Type IV secretion systems are ancestrally related to the bacterial conjugal system and are thought to function to deliver effector macromolecules produced by parasitic or symbiotic bacteria into eukaryotic target cells. A set of genes orthologous to virB and virD genes for a type IV secretion machinery of Agrobacterium tumefaciens, a phytopathogen, has been found in chromosomes or plasmids of more than a dozen different gram-negative bacterial species to date (8-10, 14). The vir transport system of Agrobacterium tumefaciens mediates the transfer of T-DNA on the Ti plasmid into the nuclei of infected plant cells, and the integration of this DNA into the plant genome leads to a plant tumor (16). The virB operon (containing 11 virB genes) and the virD4 gene encode the components of the type IV secretion machinery, and the assembled gene products serve as a transporter for delivering the substrate complex (T-DNA, VirE2, VirD2, and VirF) from Agrobacterium tumefaciens into recipient plant cells. The T-DNA transport system is related to conjugal systems (Tra, Trw, and Trb) of the pKM101 (IncN), R388 (IncW), RP4 (IncP), and F (IncF) plasmids in Escherichia coli in sequence similarity and structure-function studies (9, 10). For obligate intracellular bacteria, the genes for a type IV secretion machinery have been described only for Rickettsia prowazekii, the agent of epidemic typhus (2); Rickettsia conorii, the agent of Mediterranean spotted fever (23); and Wolbachia spp., symbionts of aphids (19). In R. prowazekii and R. conorii, 16 vir genes (1 virB3, 2 virB4, 5 virB6, 1 virB7, 2 virB8, 2 virB9, 1 virB10, 1 virB11, and 1 virD4) were identified by genome sequencing and further analysis (2, 23, 37), but the transcriptional activities of these genes have not been examined. In Wolbachia spp., five vir genes (virB8, -B9, -B10, -B11, and -D4) were identified, and these genes were polycistronically transcribed (19); however, other vir genes have not been reported, and the promoter region for the wolbachial virB8-D4 transcript has not been determined. In the present study, we identified and characterized (i) eight vir genes (virB3, -B4, -B6, -B8, -B9, -B10, -B11, and -D4) in two distinct and major human ehrlichiosis agents, A. phagocytophila (causing HGE) and E. chaffeensis (causing HME); (ii) the transcriptional mode of the vir genes of these two bacteria in cell culture, human patients, and experimentally infected animals; and (iii) the promoter regions for the transcription of the vir gene clusters. A unique feature found in both A. phagocytophila and E. chaffeensis is the cotranscription of a superoxide dismutase gene (sodB) and three virB genes (virB3, -B4, and -B6) through sodB promoters. This is the first description and expression analysis of the type IV secretion system in the genera Anaplasma and Ehrlichia.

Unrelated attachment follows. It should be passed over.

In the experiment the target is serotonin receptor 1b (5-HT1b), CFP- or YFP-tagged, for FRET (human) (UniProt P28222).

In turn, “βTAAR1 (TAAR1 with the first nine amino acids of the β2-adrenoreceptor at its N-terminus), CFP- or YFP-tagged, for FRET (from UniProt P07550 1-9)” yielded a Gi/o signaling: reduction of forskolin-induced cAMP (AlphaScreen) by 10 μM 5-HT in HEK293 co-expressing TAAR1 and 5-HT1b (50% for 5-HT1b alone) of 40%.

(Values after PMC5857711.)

Organisms and culture.

A. phagocytophila (strains HZ and LL and isolates I-NY31, I-NY36, and I-NY37) was cultivated in HL-60 cells as described elsewhere (32, 44; Q. Lin, N. Zhi, N. Ohashi, H. W. Horowitz, M. E. Auero-Rosenfeld, G. P. Wormser, John Rattalli, and Y. Rikihisa, submitted for publication). Strain HZ was used in all experiments, and four other strains and isolates were used for an experiment for Fig. Fig.3.3. E. chaffeensis strain Arkansas was grown in DH82 cells (canine monocytic cell line) or THP-1 cells as described previously (6, 31). These organisms were purified from the infected cells by Sephacryl S-1000 chromatography (31) or Percoll density gradient centrifugation (25) for preparation of genomic DNA.

FIG. 3.
Comparative genomic Southern blot analyses of virB and virD loci among strains HZ and LL and three human isolates of A. phagocytophila. (A) virB9 (probe E); (B) virB4 (probe B). The positions of the probes on the maps are shown in Fig. Fig.1. ...

Cloning of the genes for a type IV secretion machinery in A. phagocytophila and E. chaffeensis.